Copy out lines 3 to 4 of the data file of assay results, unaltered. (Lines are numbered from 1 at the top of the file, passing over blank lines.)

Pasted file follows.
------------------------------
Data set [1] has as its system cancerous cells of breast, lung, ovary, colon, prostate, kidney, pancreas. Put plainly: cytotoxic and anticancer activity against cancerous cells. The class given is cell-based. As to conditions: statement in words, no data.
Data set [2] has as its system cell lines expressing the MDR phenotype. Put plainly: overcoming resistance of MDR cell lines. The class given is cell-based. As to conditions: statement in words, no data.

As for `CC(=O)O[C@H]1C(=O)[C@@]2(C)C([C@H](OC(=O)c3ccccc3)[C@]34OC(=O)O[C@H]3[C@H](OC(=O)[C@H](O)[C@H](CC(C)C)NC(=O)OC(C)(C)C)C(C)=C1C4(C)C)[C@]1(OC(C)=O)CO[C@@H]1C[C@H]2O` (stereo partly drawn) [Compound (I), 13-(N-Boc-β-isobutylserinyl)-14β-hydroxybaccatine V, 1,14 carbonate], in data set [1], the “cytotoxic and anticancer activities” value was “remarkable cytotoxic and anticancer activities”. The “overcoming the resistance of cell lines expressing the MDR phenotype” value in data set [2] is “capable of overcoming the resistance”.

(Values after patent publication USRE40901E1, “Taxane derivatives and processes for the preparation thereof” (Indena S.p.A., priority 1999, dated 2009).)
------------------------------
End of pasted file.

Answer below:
As for `CC(=O)O[C@H]1C(=O)[C@@]2(C)C([C@H](OC(=O)c3ccccc3)[C@]34OC(=O)O[C@H]3[C@H](OC(=O)[C@H](O)[C@H](CC(C)C)NC(=O)OC(C)(C)C)C(C)=C1C4(C)C)[C@]1(OC(C)=O)CO[C@@H]1C[C@H]2O` (stereo partly drawn) [Compound (I), 13-(N-Boc-β-isobutylserinyl)-14β-hydroxybaccatine V, 1,14 carbonate], in data set [1], the “cytotoxic and anticancer activities” value was “remarkable cytotoxic and anticancer activities”. The “overcoming the resistance of cell lines expressing the MDR phenotype” value in data set [2] is “capable of overcoming the resistance”.

(Values after patent publication USRE40901E1, “Taxane derivatives and processes for the preparation thereof” (Indena S.p.A., priority 1999, dated 2009).)